61 percent of businesses surveyed last year said their computer systems had been attacked by ransomware, according to a CyberEdge Group study.

It unfolds: a message on your computer screen announces that your computer has been hacked. If you want your encrypted files back, the message informs you that you will need to pay a ransom to the hacker.

“The findings of CyberEdge’s latest Cyberthreat Defense Report are consistent with what we are seeing in the industry,” said Mike Rothman, president of Securosis. “There are more attacks, more sophisticated malware and more complexity ahead relative to skyrocketing cloud usage.”

Not surprisingly, the greatest consequence of ransomware was significant business disruption, according to Information Security Media Group. Fifty-nine percent of victims said their businesses had been disrupted by the attacks. And 28 percent said their reputations had been damaged.

Key to the growth of security breaches has been the proliferation of “ransomware-as-a-service,” according to Bill Conner, CEO of SonicWall. The term refers to ransomware-to-go software packages, which are easy to buy on the web. They make it simple for criminals, even those with extremely limited technical knowledge, to become hackers.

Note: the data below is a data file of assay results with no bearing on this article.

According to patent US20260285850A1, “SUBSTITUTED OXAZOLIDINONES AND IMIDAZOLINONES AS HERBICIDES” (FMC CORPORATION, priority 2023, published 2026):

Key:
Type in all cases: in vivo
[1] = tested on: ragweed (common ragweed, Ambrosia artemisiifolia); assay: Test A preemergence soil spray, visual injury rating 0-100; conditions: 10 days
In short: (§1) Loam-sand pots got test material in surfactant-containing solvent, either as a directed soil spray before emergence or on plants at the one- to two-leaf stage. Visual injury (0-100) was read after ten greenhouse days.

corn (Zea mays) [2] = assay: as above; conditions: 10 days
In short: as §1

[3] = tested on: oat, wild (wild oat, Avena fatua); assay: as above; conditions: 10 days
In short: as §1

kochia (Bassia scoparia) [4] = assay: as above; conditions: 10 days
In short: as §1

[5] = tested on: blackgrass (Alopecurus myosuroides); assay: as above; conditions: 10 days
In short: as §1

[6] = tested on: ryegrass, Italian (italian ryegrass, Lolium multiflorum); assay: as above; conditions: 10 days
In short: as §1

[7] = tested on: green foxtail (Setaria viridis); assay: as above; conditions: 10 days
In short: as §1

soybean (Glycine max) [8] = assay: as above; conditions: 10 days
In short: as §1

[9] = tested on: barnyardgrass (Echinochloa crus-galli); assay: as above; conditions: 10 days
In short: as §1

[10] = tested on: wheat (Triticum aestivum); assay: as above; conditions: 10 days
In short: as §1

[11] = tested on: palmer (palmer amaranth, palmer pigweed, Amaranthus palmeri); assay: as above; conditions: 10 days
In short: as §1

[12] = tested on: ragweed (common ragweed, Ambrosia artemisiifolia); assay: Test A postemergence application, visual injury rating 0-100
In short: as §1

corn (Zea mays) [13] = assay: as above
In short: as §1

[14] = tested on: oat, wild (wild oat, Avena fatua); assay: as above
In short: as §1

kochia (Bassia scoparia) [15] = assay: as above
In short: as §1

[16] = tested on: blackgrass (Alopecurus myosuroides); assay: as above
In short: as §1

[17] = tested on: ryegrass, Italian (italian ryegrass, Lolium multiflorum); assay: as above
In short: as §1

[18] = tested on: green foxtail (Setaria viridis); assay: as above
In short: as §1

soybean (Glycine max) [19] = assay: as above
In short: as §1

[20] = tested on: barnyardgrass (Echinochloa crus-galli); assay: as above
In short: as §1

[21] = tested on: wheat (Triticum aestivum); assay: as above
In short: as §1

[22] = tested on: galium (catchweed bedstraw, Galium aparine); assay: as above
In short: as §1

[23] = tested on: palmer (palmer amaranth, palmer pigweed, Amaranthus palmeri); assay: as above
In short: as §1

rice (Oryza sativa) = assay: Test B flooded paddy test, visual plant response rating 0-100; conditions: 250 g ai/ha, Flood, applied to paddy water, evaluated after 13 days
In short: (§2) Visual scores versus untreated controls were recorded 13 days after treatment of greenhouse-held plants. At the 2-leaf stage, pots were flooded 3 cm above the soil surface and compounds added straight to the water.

Also contributing to ransomware’s rise has been the growing reliance on the internet of things, or devices businesses have connected to the internet, such as surveillance cameras, phone systems, security systems, smart terminals and smart vehicles. Turns out, the computer software on those devices is by-and-large unsecured.

With a majority of organizations already victimized, it is imperative to marshal your cyber defenses. Find out more about the best practices recommended below at ConstructionBusinessOwner.com:

  • Enlist your employees in the fight
  • Create a system image of your computer that features no data
  • Backup, backup and backup
  • Use military-grade wiping software if you have been hit
  • Consider taking a hammer to hard drives that have been hit
  • Look to artificial intelligence for help